The pirouette, a small wooden attachment with a cavity in the center resembling a thimble, surrounds the lower part of the reed—this provides support for the lips and embouchure. Since only a short portion of the reed protrudes past the pirouette, the player has only limited contact with the reed, therefore limited control of dynamics; the shawm’s conical bore and flaring bell, combined with the style of playing dictated by the use of a pirouette, gives the instrument a piercing, trumpet-like sound, well-suited for outdoor performances. In English the name only first appears in the 14th century. There were three main variant forms, schallemele and scalmuse, each derived from a corresponding variant in Old French: chalemel and chalemeaux, each in turn derived from the Latin calamus, or its Vulgar Latin diminutive form, calamellus; the early plural forms were mistaken for a singular, new plurals were formed from them. The reduction in the 15th and 16th centuries to a single syllable in forms such as schalme, shawme, "shawm", was due to this confusion of plural and singular forms.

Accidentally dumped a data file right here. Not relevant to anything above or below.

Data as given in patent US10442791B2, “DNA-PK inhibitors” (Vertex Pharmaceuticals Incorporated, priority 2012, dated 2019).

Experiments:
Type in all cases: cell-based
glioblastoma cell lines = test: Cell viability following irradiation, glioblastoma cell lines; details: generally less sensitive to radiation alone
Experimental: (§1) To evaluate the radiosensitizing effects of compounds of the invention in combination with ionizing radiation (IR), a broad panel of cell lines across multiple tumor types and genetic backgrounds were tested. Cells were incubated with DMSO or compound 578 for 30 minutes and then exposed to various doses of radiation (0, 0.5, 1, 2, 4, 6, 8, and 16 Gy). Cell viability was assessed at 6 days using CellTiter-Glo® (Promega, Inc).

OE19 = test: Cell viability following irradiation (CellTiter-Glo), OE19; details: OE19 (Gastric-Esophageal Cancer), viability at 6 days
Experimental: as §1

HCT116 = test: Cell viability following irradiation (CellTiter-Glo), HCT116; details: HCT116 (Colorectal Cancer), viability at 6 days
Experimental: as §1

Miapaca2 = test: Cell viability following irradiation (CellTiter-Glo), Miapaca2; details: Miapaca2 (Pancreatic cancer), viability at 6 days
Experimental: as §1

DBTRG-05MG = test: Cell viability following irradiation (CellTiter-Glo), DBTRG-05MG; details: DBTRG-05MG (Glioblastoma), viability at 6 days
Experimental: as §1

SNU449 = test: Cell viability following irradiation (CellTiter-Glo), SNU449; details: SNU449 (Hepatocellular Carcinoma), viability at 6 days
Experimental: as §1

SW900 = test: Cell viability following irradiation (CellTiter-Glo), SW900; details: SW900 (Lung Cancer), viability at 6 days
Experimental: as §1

In German the shawm is called Schalmei This is borne out by the similar names of many folk shawms used as traditional instruments in various European nations: in Spain, many traditional shawms with different names can be found, such as the Castilian and Leonese dulzaina. In Portugal there is an instrument called charamela. However, it is possible that the name comes from the Arabic salamiya, a traditional oboe from Egypt, as the European shawm seems to have been developed from similar instruments brought to Europe from the Near East during the time of the Crusades; this Arabic name is itself linguistically related to many other Eastern names for the instrument: the Arabic zamr, the Turkish zūrnā, the Persian surnāy, the Chinese suona, the Javanese saruni, the Hindu sahanai or sanayi. Instruments resembling the medieval shawm can still be heard in many countries today, played by street musicians or military bands; the latter use would have been familiar to crusaders, who had to face massed bands of Saracen shawms and nakers, used as a psychological weapon.